South Carolina federal district court outlaws secret settlements

Posted: Monday, October 07, 2002

In Boston, the Roman Catholic archdiocese secretly settled case after case of priests accused of child molestation and judges sealed many of the files. That freed some priests to move elsewhere and molest again....

For decades, courts across the country have routinely sealed legal files, and ignored the potential public health perils that come from dangerous products, incompetent doctors, and others who have benefited from secret settlements.

Now South Carolina's federal district court has voted to ban secret settlements filed with the court, sending a clear message to the nation's legal community. ...

The South Carolina ban would be limited to that district, but proponents hope it may galvanize federal and state efforts to pass new anti-secrecy laws. Those laws need to be carefully crafted to demolish unwarranted secrecy but allow judges enough room to maneuver. ...

In Illinois, court files must remain open unless lawyers demonstrate a compelling reason to seal them. In practice, however, most judges rarely challenge secret settlement agreements, many of which are settled on the condition that the details not be disclosed.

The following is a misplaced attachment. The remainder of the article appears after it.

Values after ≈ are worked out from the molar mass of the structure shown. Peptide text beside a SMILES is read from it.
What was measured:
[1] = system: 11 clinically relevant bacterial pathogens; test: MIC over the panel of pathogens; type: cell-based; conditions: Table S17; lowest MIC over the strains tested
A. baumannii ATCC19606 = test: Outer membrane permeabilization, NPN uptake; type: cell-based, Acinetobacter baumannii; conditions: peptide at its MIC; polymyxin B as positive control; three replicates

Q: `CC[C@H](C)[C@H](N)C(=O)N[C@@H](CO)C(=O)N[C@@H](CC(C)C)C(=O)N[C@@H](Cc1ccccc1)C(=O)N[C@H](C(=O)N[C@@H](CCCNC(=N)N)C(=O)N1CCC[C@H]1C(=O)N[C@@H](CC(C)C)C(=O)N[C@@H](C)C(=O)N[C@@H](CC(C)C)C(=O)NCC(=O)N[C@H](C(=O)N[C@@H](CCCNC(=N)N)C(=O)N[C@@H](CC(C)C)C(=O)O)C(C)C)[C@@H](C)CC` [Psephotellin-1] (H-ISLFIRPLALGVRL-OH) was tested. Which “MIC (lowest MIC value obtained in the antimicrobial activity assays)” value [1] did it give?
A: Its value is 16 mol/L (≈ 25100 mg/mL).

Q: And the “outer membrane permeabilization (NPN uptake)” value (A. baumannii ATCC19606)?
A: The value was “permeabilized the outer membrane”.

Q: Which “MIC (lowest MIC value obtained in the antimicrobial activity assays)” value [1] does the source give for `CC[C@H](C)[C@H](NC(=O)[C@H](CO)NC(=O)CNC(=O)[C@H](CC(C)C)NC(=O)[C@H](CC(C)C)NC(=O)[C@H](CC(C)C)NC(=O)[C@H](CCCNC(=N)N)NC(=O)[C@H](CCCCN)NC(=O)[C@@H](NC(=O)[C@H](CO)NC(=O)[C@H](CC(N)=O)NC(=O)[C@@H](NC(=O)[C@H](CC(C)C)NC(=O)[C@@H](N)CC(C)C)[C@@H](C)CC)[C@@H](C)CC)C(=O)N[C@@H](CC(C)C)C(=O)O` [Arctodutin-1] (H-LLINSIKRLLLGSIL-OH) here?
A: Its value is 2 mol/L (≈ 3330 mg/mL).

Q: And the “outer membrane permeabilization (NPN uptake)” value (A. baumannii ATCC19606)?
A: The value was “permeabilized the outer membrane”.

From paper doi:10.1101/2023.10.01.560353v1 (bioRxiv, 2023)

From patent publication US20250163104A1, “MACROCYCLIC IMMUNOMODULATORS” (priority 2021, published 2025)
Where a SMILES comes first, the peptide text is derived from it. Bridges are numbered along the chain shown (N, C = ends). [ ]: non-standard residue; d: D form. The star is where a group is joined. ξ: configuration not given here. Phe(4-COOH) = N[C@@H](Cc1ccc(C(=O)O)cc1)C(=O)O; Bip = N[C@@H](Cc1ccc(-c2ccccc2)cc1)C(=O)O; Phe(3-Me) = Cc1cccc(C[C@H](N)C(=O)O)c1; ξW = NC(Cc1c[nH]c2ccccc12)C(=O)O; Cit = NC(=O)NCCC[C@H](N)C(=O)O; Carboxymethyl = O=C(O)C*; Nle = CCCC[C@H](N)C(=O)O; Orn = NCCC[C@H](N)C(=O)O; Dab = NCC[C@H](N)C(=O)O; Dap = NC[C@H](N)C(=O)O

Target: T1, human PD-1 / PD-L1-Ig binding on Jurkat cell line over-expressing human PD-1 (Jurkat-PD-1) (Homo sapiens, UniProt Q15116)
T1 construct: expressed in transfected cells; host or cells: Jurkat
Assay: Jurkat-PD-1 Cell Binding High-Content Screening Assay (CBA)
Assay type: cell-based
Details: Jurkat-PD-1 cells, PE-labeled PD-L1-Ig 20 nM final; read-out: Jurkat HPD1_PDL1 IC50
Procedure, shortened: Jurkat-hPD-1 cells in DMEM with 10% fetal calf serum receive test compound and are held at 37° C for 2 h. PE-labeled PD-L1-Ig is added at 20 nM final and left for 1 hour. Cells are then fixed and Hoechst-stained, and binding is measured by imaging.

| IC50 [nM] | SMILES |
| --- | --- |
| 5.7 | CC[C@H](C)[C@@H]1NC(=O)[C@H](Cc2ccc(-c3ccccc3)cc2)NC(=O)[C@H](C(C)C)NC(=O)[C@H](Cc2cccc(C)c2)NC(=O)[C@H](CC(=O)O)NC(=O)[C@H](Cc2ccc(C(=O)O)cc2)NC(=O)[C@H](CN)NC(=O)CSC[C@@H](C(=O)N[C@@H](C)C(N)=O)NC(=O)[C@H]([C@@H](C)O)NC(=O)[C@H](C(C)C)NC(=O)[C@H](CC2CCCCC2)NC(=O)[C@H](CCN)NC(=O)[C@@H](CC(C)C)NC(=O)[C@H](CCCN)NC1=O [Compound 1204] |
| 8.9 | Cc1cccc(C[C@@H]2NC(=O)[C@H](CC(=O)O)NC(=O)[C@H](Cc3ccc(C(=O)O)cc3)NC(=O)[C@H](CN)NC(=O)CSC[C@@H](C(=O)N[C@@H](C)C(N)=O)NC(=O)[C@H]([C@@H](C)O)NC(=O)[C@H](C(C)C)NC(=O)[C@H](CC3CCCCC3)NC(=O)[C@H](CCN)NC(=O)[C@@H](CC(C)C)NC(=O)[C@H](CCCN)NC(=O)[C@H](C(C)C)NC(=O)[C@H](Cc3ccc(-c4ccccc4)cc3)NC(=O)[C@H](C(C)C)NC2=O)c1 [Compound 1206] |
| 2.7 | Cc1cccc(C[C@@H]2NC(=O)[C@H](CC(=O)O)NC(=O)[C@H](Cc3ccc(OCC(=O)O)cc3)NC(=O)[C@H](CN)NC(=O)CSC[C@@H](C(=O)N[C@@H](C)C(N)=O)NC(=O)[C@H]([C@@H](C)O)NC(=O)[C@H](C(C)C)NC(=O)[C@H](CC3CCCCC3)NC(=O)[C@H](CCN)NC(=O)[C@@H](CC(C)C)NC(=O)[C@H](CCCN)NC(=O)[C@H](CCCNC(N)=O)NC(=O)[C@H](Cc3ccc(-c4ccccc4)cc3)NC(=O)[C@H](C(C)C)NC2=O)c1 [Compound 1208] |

Some lawyers argue that anti-secrecy measures would discourage settlements and clog the courts with more trials; they say future plaintiffs would take advantage of knowing how much the last claim was settled for. That's hard to dispute. More openness means more knowledge for plaintiffs' lawyers to exploit. Still, that's a byproduct of openness, not a reason to thwart it. ...

In the meantime, the Illinois Supreme Court could also help send a message encouraging openness by issuing a rule to provide clear direction to state trial judges -- no secrecy, with a few rare exceptions. The rule would help judges carve out what exceptions they could make, and force judges to ask some tough questions before sealing filed court documents, including settlements. The first question should be: If I seal this file, could others be harmed?

-- Chicago Tribune

Sept. 29

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